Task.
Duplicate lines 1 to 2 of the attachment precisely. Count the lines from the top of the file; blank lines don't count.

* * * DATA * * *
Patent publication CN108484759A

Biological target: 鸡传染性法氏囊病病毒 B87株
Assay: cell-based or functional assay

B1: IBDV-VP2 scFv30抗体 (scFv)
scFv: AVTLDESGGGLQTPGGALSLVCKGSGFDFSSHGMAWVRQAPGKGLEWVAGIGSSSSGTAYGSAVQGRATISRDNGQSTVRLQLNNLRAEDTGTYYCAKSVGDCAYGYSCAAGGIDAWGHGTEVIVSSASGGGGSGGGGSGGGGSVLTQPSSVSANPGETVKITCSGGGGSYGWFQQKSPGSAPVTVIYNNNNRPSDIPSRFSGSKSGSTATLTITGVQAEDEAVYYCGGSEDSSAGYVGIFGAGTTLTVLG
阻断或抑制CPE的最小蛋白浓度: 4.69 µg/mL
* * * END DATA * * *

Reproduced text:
Patent publication CN108484759A

Biological target: 鸡传染性法氏囊病病毒 B87株